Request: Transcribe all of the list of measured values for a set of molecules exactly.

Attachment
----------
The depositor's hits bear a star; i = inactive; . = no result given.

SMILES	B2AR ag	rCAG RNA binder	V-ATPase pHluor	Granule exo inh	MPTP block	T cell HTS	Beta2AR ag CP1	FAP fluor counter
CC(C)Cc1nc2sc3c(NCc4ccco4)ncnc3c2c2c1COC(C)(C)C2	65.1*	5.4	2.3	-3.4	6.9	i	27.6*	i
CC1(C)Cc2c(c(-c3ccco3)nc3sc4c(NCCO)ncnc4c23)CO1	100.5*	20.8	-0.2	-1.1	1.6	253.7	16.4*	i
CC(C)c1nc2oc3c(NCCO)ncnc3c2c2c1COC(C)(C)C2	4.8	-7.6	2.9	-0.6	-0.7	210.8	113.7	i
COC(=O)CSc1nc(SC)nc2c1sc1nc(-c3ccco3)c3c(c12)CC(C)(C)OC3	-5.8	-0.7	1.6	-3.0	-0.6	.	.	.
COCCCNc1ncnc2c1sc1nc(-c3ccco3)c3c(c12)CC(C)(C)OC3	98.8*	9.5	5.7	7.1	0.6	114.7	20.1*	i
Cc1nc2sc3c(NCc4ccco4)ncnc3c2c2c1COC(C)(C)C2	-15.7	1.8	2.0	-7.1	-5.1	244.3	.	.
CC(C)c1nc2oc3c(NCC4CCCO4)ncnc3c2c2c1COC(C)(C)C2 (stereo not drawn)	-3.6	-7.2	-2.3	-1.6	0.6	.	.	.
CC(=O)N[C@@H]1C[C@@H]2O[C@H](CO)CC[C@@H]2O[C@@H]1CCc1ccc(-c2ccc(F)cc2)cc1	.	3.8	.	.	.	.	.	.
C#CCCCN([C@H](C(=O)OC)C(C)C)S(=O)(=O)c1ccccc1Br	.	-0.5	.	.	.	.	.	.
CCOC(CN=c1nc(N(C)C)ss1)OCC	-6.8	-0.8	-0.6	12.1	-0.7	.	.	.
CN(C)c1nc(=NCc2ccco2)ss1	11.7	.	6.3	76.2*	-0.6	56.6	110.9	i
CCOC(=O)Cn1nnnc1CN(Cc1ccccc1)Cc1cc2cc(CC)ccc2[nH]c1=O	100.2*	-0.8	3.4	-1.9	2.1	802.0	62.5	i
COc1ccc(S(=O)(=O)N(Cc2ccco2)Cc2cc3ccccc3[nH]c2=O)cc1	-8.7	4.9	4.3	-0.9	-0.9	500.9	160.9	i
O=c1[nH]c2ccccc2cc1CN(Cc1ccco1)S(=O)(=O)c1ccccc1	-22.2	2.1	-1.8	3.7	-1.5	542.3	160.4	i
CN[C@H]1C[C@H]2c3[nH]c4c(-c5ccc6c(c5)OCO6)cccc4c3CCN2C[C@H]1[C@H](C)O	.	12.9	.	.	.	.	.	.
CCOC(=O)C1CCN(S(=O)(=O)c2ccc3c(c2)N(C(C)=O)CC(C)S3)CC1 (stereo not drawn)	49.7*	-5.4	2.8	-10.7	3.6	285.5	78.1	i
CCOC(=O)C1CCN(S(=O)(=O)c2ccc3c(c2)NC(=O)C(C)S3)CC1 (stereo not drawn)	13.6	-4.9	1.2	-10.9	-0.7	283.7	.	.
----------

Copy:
The depositor's hits bear a star; i = inactive; . = no result given.

SMILES	B2AR ag	rCAG RNA binder	V-ATPase pHluor	Granule exo inh	MPTP block	T cell HTS	Beta2AR ag CP1	FAP fluor counter
CC(C)Cc1nc2sc3c(NCc4ccco4)ncnc3c2c2c1COC(C)(C)C2	65.1*	5.4	2.3	-3.4	6.9	i	27.6*	i
CC1(C)Cc2c(c(-c3ccco3)nc3sc4c(NCCO)ncnc4c23)CO1	100.5*	20.8	-0.2	-1.1	1.6	253.7	16.4*	i
CC(C)c1nc2oc3c(NCCO)ncnc3c2c2c1COC(C)(C)C2	4.8	-7.6	2.9	-0.6	-0.7	210.8	113.7	i
COC(=O)CSc1nc(SC)nc2c1sc1nc(-c3ccco3)c3c(c12)CC(C)(C)OC3	-5.8	-0.7	1.6	-3.0	-0.6	.	.	.
COCCCNc1ncnc2c1sc1nc(-c3ccco3)c3c(c12)CC(C)(C)OC3	98.8*	9.5	5.7	7.1	0.6	114.7	20.1*	i
Cc1nc2sc3c(NCc4ccco4)ncnc3c2c2c1COC(C)(C)C2	-15.7	1.8	2.0	-7.1	-5.1	244.3	.	.
CC(C)c1nc2oc3c(NCC4CCCO4)ncnc3c2c2c1COC(C)(C)C2 (stereo not drawn)	-3.6	-7.2	-2.3	-1.6	0.6	.	.	.
CC(=O)N[C@@H]1C[C@@H]2O[C@H](CO)CC[C@@H]2O[C@@H]1CCc1ccc(-c2ccc(F)cc2)cc1	.	3.8	.	.	.	.	.	.
C#CCCCN([C@H](C(=O)OC)C(C)C)S(=O)(=O)c1ccccc1Br	.	-0.5	.	.	.	.	.	.
CCOC(CN=c1nc(N(C)C)ss1)OCC	-6.8	-0.8	-0.6	12.1	-0.7	.	.	.
CN(C)c1nc(=NCc2ccco2)ss1	11.7	.	6.3	76.2*	-0.6	56.6	110.9	i
CCOC(=O)Cn1nnnc1CN(Cc1ccccc1)Cc1cc2cc(CC)ccc2[nH]c1=O	100.2*	-0.8	3.4	-1.9	2.1	802.0	62.5	i
COc1ccc(S(=O)(=O)N(Cc2ccco2)Cc2cc3ccccc3[nH]c2=O)cc1	-8.7	4.9	4.3	-0.9	-0.9	500.9	160.9	i
O=c1[nH]c2ccccc2cc1CN(Cc1ccco1)S(=O)(=O)c1ccccc1	-22.2	2.1	-1.8	3.7	-1.5	542.3	160.4	i
CN[C@H]1C[C@H]2c3[nH]c4c(-c5ccc6c(c5)OCO6)cccc4c3CCN2C[C@H]1[C@H](C)O	.	12.9	.	.	.	.	.	.
CCOC(=O)C1CCN(S(=O)(=O)c2ccc3c(c2)N(C(C)=O)CC(C)S3)CC1 (stereo not drawn)	49.7*	-5.4	2.8	-10.7	3.6	285.5	78.1	i
CCOC(=O)C1CCN(S(=O)(=O)c2ccc3c(c2)NC(=O)C(C)S3)CC1 (stereo not drawn)	13.6	-4.9	1.2	-10.9	-0.7	283.7	.	.